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Why Hollywood Is Weaponizing Nostalgia Against Trump—from 'Laugh-In' to "All in the Family' to 'The Jeffersons'

"Laugh-In" first hit the small screen more than 50 years ago. "All in the Family" and "The Jeffersons" debuted in 1971 and 1975, respectively.

And now all three are back.

Netflix recently rolled out "Still Laugh-In: The Stars Celebrate." The reunion special, featuring original cast members like Ruth Buzzi and Lily Tomlin, recreated classic bits from the show. The original "Laugh-In" leaned to the left, but it brokered comedy bits with a wink, a smile and a bikini.

The reunion special trashed President Donald Trump in coarse terms, by comparison.

This week, ABC recreated two classic episodes from "All in the Family" and "The Jeffersons." The episodes touched on race, class distinctions and other issues near and dear to original creator Norman Lear's heart. Stars like Woody Harrelson, Marisa Tomei, Jamie Foxx, and Wanda Sykes brought Archie Bunker and friends back to life.

Why?

Nostalgia sells. That's never been more true than at this cultural moment. Just ask the folks behind "Stranger Things," a show that refuses to let the '80s go away. There's something else in play, though.

Today's stars leverage everything in their arsenal against President Donald Trump. They flex their social media accounts, incorporate anti-Trump rants into films and TV shows, and turn awards shows into Democratic pep rallies.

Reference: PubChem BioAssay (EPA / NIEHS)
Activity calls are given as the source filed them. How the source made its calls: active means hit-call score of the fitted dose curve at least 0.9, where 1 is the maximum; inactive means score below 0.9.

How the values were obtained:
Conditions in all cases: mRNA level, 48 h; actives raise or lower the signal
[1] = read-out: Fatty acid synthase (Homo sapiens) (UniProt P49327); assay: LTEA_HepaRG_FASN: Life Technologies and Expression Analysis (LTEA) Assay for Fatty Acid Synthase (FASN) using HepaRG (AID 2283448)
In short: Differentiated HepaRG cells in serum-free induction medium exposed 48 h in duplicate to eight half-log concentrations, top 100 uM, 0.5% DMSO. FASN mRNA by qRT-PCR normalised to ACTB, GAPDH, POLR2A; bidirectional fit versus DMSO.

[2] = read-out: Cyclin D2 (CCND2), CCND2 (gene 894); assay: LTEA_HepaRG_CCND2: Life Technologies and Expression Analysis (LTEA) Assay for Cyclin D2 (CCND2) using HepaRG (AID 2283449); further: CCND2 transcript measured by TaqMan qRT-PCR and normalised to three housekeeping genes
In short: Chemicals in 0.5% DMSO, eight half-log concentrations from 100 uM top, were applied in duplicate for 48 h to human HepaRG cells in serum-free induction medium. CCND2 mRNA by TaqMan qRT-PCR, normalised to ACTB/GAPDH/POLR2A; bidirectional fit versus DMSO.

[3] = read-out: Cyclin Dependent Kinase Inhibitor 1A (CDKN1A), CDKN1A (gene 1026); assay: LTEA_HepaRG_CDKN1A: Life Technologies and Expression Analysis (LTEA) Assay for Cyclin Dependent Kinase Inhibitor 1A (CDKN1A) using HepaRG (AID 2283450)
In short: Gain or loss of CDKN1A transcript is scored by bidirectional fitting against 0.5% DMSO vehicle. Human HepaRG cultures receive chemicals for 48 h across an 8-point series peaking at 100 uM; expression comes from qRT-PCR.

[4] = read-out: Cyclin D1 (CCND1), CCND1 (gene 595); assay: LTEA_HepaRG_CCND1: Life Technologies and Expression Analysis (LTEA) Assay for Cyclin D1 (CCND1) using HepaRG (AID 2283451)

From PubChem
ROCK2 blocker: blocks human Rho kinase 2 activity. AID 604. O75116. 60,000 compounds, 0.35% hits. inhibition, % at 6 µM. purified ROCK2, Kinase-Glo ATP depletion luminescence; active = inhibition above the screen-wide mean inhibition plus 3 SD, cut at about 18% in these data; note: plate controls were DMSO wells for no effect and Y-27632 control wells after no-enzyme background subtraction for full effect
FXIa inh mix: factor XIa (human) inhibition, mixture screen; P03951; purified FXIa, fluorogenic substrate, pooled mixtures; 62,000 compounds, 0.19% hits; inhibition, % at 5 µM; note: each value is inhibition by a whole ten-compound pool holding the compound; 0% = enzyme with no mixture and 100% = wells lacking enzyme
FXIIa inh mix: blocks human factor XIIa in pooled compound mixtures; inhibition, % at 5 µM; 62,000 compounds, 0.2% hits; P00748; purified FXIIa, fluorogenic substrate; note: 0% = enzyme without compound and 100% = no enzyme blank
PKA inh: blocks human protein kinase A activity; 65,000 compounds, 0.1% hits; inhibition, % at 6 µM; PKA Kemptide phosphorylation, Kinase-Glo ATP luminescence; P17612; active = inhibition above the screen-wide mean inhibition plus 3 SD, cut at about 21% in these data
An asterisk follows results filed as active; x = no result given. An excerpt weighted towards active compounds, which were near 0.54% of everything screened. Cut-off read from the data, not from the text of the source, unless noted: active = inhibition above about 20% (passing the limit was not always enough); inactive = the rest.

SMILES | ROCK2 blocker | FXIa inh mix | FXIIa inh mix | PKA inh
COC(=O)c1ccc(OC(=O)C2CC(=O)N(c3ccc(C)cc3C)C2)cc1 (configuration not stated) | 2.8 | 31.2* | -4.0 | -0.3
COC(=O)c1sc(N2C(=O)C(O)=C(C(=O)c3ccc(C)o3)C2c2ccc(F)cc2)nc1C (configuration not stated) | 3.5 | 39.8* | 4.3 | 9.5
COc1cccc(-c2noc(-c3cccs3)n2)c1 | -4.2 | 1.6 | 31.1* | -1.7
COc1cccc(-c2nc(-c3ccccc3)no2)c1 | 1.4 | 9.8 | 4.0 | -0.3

Robert De Niro alone spends more time cursing out President Trump than starring in movies worthy of his talent.

So it's only natural to look to the past to hit Trump anew. The "Laugh-In" special allowed progressive stars to do just that. The sitcom recreations, though, offered a more subtle approach to the same model. The shows leaned on the original scripts with only minor modifications.

The "N-word," uttered on TV during the 1970s, got bleeped when Jamie Foxx said it during the live broadcast.

Lear, still spry at 96, helped introduce the recreations. In doing so he hinted at the bigger purpose behind them.

"The language and themes from almost 50 years ago can still be jarring today," he said, as a bit of a warning. "And we are still grappling with many of these same issues."

Lear and co. were more forthright in press interviews prior to the broadcast. They admitted the Trump era helped bring their unique project to life.

The press, eager to use any and everything to attack Trump, echoes those sentiments in their coverage. Other outlets made it sound as if little racial progress had been made since the 1970s, which is balderdash.

Netflix doesn't release ratings for its programs, but a considerable crowd gathered to watch ABC's sitcom recreations. That means more will surely follow. And, have no doubt, the episodes chosen will reflect messages progressive Hollywood wants to share in the Age of Trump.

The creative team behind the Lear reboot all but said as much. And, given the fury behind the Hollywood "resistance," would anyone bet against it?